Friday, 28 February 2014

Making a Reversible Two Colour Scarf for any Weight of Hand Spun Yarn

Last Autumn, I bought some more Polwarth fleece from Widow Twanky and carded it half and half with Dorset Poll fleece.  This spun up very nicely.  I Navajo three plied substantial singles, til I had two skeins of chunky weight yarn, each about 70m long.  The Polwarth is silky soft, the Dorset Poll bouncy.  The combination yarn seemed spot on for a winter hat.  When I pulled up the dying coreopsis plants in November, I didn't want to waste any dye still in them, so these skeins were mordanted with alum, then simmered with roughly chopped stems and leaves.  Though the bronze colour was warm and pleasing, I couldn't think who it might suit.  The yarn got set aside in the Christmas project rush.

Titting about with woad in January, the two skeins fell victim to two vats.  They got dipped with rather different results.   My brother's birthday falls at the beginning of March and since he is a ginger, I thought the green colours would look good on him. Trial on 6mm needles, planned a striped scarf, thought, oh too dull, I can deal with a bigger challenge than that these days.  

How pride does come before a fall.

Searching through possible patterns on Ravelry, I found The Harmonic Hologram.  It was hot off the press newly released and looked so much more interesting a way to use two colours than just knitting stripes.  Better still, the pattern is adaptable to any weight of yarn and desired scarf size.  Best of all, a quick knit - 10 Hours or Less.  Should be able to knock that up, wash and dry and get it in the post in plenty of time.

With only a limited amount of wool, I decided to knit the pattern as written, accepting that my version would come up narrower and shorter.  Three false starts frogged, I wrote Thursday off to experience.  Friday, I managed two whole pattern repeats, though not without error.  Keeping an eye on the Wales v France game was not good for my concentration. Our son rang half way through.  I was chatting quite happily til the phone was snatched from me and himself hurled some vernacular down the line. Son squawked 'Don't tell me the score  .. ' and hung up.  Dark mutterings on the ill effects on our offspring of living out there among the English.  I pointed out that while he had survived his own stint across the border and come home with a lovely English wife, that could change.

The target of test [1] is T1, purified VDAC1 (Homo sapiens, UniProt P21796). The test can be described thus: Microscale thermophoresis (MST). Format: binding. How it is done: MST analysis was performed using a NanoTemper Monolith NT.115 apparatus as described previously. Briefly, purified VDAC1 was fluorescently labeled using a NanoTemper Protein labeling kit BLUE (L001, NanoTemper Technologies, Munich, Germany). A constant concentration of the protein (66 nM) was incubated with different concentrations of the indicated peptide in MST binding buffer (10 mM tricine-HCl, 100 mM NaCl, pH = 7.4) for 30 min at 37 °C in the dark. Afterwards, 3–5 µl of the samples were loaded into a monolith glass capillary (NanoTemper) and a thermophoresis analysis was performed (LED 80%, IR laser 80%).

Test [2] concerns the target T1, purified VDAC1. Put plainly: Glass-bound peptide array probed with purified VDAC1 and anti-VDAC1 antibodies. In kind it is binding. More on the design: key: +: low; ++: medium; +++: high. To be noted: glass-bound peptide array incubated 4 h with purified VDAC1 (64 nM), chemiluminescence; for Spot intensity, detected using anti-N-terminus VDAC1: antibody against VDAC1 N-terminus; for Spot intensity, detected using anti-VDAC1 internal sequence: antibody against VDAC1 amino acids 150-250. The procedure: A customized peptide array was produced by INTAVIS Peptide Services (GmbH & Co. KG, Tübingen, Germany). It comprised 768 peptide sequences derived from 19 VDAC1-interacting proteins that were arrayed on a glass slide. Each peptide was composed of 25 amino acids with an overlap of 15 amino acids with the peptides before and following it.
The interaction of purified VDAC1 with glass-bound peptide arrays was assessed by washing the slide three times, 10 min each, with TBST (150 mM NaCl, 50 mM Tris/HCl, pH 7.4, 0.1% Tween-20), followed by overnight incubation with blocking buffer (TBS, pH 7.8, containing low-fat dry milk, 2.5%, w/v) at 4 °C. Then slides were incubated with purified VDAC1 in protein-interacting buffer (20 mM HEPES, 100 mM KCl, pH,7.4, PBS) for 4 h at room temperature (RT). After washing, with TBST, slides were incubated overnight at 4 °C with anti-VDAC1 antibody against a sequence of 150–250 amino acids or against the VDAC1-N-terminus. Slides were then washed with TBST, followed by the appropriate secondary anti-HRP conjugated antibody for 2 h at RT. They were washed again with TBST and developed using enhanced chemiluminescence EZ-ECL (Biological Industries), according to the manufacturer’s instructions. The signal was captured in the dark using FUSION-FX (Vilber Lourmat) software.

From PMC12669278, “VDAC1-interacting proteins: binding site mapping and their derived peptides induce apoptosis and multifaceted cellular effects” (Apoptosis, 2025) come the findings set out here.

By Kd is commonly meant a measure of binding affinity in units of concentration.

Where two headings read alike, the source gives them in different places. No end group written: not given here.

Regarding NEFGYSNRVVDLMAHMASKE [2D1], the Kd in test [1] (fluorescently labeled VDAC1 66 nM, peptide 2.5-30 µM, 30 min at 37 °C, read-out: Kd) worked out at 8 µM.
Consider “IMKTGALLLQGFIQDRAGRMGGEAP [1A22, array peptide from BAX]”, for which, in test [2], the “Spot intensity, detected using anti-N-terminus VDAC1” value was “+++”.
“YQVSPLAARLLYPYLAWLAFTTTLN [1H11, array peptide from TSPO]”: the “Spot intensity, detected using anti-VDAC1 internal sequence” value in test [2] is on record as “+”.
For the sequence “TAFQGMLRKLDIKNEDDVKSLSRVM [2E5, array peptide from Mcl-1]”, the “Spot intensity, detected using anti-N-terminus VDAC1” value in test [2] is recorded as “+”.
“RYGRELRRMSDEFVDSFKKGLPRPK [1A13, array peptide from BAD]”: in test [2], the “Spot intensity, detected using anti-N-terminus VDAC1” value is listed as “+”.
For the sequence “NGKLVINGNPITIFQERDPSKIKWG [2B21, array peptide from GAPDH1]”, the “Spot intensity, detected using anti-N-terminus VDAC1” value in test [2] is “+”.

Settled in by late afternoon on Saturday, I watched the thrilling last minute Scotland victory and a cracker of a game between England and Ireland  and still managed to make much better progress.  I didn't need the pattern any more by Sunday.  Once you have the hang of this reversible stitch, it becomes obvious what the next row has to be and much quicker to spot mistakes.  All in all, I have to admit it took me much more than ten hours to make. 

I am well pleased to have learned this reversible stitch.  It makes a thick fabric, good and warm for a scarf.  I'd think it would be sturdy and decorative for other applications.  The pattern includes a method and a table for calculating how to use any yarn on any needle to make a piece the size required.  So nice to have a pattern suitable for hand spinning. The majority relish giving portents of doom for those reckless souls who neglect to buy their specified brand of wool.  One to remember for future yarns.

Good to feel spring is in the air. Most of the weekend was spent outdoors. This has been the first time in months that I've got much done in the garden.  The borders all badly need clearing, but with two done, the remainder is less overwhelming. Took a chance on the exceptionally mild weather and planted out some autumn sown weld plants.  The greenhouse has been quietly growing mould, til himself got the pressure hose out.  Now it is ready for seed trays and the 2014 dye plants. 
The front garden may be squelchy with rain, but the croci have multiplied.  Far too welcome a sight to be picked for dye, though I have read that purple petals will give blue.

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